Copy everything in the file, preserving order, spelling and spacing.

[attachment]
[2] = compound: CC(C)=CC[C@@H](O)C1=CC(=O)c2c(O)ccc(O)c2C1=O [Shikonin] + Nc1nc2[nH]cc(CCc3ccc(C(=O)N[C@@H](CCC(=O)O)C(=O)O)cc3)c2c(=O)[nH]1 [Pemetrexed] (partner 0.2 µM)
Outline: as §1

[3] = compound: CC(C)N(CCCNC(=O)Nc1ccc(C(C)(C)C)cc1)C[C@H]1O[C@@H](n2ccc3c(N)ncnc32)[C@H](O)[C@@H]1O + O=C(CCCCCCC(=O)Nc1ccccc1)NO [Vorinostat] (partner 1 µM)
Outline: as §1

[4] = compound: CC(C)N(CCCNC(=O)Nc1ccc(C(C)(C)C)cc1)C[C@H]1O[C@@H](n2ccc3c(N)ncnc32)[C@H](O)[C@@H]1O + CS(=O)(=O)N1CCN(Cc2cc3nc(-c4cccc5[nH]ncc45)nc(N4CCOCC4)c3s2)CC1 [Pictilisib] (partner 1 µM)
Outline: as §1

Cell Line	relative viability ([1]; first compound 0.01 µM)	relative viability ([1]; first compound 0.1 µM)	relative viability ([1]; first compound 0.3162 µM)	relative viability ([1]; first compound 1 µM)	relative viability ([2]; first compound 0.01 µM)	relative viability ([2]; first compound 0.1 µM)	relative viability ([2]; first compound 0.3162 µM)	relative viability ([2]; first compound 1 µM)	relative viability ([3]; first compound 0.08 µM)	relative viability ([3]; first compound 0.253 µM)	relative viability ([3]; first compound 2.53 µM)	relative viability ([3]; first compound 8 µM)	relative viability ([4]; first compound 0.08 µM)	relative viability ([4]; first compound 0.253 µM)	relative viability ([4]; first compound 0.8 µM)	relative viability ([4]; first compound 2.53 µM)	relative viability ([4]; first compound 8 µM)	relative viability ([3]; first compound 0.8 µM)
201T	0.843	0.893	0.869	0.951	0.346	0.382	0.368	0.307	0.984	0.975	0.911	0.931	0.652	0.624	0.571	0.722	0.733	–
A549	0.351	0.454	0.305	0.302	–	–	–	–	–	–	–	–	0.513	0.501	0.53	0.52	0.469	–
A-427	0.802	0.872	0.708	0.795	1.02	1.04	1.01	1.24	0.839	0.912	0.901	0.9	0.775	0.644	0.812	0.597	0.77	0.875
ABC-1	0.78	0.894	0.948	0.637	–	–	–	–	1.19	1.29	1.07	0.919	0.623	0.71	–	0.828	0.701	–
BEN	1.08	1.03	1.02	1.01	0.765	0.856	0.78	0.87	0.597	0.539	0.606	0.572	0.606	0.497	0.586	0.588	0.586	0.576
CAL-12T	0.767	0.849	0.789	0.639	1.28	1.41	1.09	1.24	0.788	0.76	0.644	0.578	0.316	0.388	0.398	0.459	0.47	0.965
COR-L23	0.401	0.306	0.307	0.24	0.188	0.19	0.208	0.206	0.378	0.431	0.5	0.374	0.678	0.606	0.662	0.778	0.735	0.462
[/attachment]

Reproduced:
[2] = compound: CC(C)=CC[C@@H](O)C1=CC(=O)c2c(O)ccc(O)c2C1=O [Shikonin] + Nc1nc2[nH]cc(CCc3ccc(C(=O)N[C@@H](CCC(=O)O)C(=O)O)cc3)c2c(=O)[nH]1 [Pemetrexed] (partner 0.2 µM)
Outline: as §1

[3] = compound: CC(C)N(CCCNC(=O)Nc1ccc(C(C)(C)C)cc1)C[C@H]1O[C@@H](n2ccc3c(N)ncnc32)[C@H](O)[C@@H]1O + O=C(CCCCCCC(=O)Nc1ccccc1)NO [Vorinostat] (partner 1 µM)
Outline: as §1

[4] = compound: CC(C)N(CCCNC(=O)Nc1ccc(C(C)(C)C)cc1)C[C@H]1O[C@@H](n2ccc3c(N)ncnc32)[C@H](O)[C@@H]1O + CS(=O)(=O)N1CCN(Cc2cc3nc(-c4cccc5[nH]ncc45)nc(N4CCOCC4)c3s2)CC1 [Pictilisib] (partner 1 µM)
Outline: as §1

Cell Line	relative viability ([1]; first compound 0.01 µM)	relative viability ([1]; first compound 0.1 µM)	relative viability ([1]; first compound 0.3162 µM)	relative viability ([1]; first compound 1 µM)	relative viability ([2]; first compound 0.01 µM)	relative viability ([2]; first compound 0.1 µM)	relative viability ([2]; first compound 0.3162 µM)	relative viability ([2]; first compound 1 µM)	relative viability ([3]; first compound 0.08 µM)	relative viability ([3]; first compound 0.253 µM)	relative viability ([3]; first compound 2.53 µM)	relative viability ([3]; first compound 8 µM)	relative viability ([4]; first compound 0.08 µM)	relative viability ([4]; first compound 0.253 µM)	relative viability ([4]; first compound 0.8 µM)	relative viability ([4]; first compound 2.53 µM)	relative viability ([4]; first compound 8 µM)	relative viability ([3]; first compound 0.8 µM)
201T	0.843	0.893	0.869	0.951	0.346	0.382	0.368	0.307	0.984	0.975	0.911	0.931	0.652	0.624	0.571	0.722	0.733	–
A549	0.351	0.454	0.305	0.302	–	–	–	–	–	–	–	–	0.513	0.501	0.53	0.52	0.469	–
A-427	0.802	0.872	0.708	0.795	1.02	1.04	1.01	1.24	0.839	0.912	0.901	0.9	0.775	0.644	0.812	0.597	0.77	0.875
ABC-1	0.78	0.894	0.948	0.637	–	–	–	–	1.19	1.29	1.07	0.919	0.623	0.71	–	0.828	0.701	–
BEN	1.08	1.03	1.02	1.01	0.765	0.856	0.78	0.87	0.597	0.539	0.606	0.572	0.606	0.497	0.586	0.588	0.586	0.576
CAL-12T	0.767	0.849	0.789	0.639	1.28	1.41	1.09	1.24	0.788	0.76	0.644	0.578	0.316	0.388	0.398	0.459	0.47	0.965
COR-L23	0.401	0.306	0.307	0.24	0.188	0.19	0.208	0.206	0.378	0.431	0.5	0.374	0.678	0.606	0.662	0.778	0.735	0.462